And yet, we are also connected by art. Our artistic expressions may seem far different than those of those of our ancestors, yet they share a great deal. Like them, we admire the skill and virtuosity, the act of creation, the intellectual challenges, the personal expression.
“And over all this, we still share with our ancestors a feeling of recognition and communication with other human beings through the medium of art. Preoccupied as we are with the flashy media and buzzing gizmos of our daily experience, we forget how close we remain to the prehistoric women and men who first found beauty in the world. Their blood runs in our veins. Our art instinct is theirs.”

Well, perhaps. Interesting ideas; not ones that I am totally sure that I buy into, but interesting and thought provoking. It is a book dense with ideas, which is both good and bad, bad because I am not quite sure who Dutton sees as his reader.
Once, long, long ago in a distant galaxy, I was, in my university days, a philosophy major. The perfect preparation for a career in retail. But back to my point. I have read Plato and Aristotle and Kant and all these fine fellow whose ideas on the philosophy of aesthetics Dutton raises. Granted, not recently, but I have dug my way through them and this is a book that I think most readers, like myself, while interested in the ideas, may find rather hard to make their way through. Maybe I underestimate people, or maybe I am just not in the habit of thinking very deeply these days. I could be wrong....won't be the first time. But I will leave that up to the judgment of the reader.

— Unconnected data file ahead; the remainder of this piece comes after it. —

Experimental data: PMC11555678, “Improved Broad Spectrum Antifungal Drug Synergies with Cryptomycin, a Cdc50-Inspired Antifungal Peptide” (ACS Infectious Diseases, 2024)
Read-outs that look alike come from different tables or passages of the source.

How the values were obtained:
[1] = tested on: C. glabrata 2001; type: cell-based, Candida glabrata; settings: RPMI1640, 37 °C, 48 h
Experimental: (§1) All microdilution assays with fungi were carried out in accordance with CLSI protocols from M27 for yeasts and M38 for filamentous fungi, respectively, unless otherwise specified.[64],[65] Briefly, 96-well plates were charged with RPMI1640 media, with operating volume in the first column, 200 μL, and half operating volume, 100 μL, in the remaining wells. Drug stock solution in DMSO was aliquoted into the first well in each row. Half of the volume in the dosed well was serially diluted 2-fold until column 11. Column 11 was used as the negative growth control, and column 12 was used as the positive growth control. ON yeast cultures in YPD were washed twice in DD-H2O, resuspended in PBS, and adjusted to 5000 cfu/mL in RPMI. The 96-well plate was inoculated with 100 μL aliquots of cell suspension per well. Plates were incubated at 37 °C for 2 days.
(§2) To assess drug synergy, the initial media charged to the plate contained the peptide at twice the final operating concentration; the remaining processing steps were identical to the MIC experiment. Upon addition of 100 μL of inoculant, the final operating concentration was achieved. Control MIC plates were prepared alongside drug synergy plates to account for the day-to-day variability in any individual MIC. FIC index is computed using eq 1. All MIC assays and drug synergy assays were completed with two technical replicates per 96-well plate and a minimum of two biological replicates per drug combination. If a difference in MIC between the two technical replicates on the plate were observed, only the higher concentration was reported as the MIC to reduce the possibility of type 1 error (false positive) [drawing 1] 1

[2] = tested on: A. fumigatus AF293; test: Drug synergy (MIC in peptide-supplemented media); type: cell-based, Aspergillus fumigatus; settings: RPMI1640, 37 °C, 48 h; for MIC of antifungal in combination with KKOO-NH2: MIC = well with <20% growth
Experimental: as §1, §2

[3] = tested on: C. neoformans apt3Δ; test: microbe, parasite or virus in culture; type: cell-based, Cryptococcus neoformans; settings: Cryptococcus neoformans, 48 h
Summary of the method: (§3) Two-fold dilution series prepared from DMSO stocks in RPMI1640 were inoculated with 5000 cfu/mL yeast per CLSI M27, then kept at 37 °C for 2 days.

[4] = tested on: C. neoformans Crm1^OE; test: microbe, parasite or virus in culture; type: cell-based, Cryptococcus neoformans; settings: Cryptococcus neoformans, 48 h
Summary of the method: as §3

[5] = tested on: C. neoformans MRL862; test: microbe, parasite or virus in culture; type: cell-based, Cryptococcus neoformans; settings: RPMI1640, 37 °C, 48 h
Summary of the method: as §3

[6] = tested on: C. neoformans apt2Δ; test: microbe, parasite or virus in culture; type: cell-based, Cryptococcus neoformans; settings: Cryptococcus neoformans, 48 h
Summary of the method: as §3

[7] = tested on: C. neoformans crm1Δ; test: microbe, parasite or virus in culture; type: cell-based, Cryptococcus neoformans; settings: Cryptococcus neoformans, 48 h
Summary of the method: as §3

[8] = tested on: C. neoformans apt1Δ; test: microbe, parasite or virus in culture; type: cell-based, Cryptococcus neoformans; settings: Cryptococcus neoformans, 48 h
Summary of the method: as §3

If you are interested in art, or philosophy or the theory of evolution, there is much of interest here.

Available from Amazon


  1. That's quite a review. I got this book too, I don't know why except to learn something maybe. Let's hope I do.:)

  2. HAPPY BIRTHDAY!!!!!!!!
    -love bandit and his mom ; )

  3. thank you bandit...and thank your mom too...
    so, did you get me a present?? lol

  4. I came over to wish you a happy birthday, too! Beaten to the punch by a cute little dog. Story of my life.

    Back to the book you reviewed: this is totally my dad's thing (he was a Philosophy professor before he retired)--he even wrote a book about Kant's Aesthetic Theory, back in the day. So I love the idea of a book for lay people that focuses on those concepts, but it sounds like this one might be a little too dense for the average Joe but probably not dense enough for an actual philosopher. Is there a readership in between? Seems like if there was, you'd be it, doesn't it? A shame it wasn't more accessible.

  5. Happy Birthday to you. I had high hopes for this book. After your review, it will probably linger on my shelves for a while.

  6. well, it not the quality of the book that I question...just if it is for a general audience. Or someone who has been out of college for several decades.

    as I am reminded of on this, my birthday. thank

  7. ali, you have it exactly right.

    now, there are only a few reviews on Amazon at this point and they all loved there is an audience. but I think it will be limited by the style it was written in, not quite aim at either a general or professional audience.

    Hey, if your dad would like my copy, I would be happy to send it to him. just let me know!

  8. This one should be next on my list but, well, now it sounds intimidating. The older I get, the less deep I want to read or so it seems. I guess I am just getting mentally lazy in my old age when it should be the opposite. You did a wonderful job with your review.

  9. yes, I understand the mentally lazy part.
    And I don't want to discourage people from reading it but I do wish the same ideas, which are very interesting, had been presented in a slightly more generally accessible way. Granted, that would have been another book...and who am I to tell an author what to one has given me a book contract that I noticed...

  10. Oh,thanks so much, Caite! I will ask him, but I have a feeling it'll be like offering a retired dentist a book on dental health, kwim? He'll probably pass. :-)

  11. well, if he does....

    I always love a good to find a good home and I don't think most of the folks that I lend/give books to are more interested in philosophy than I am.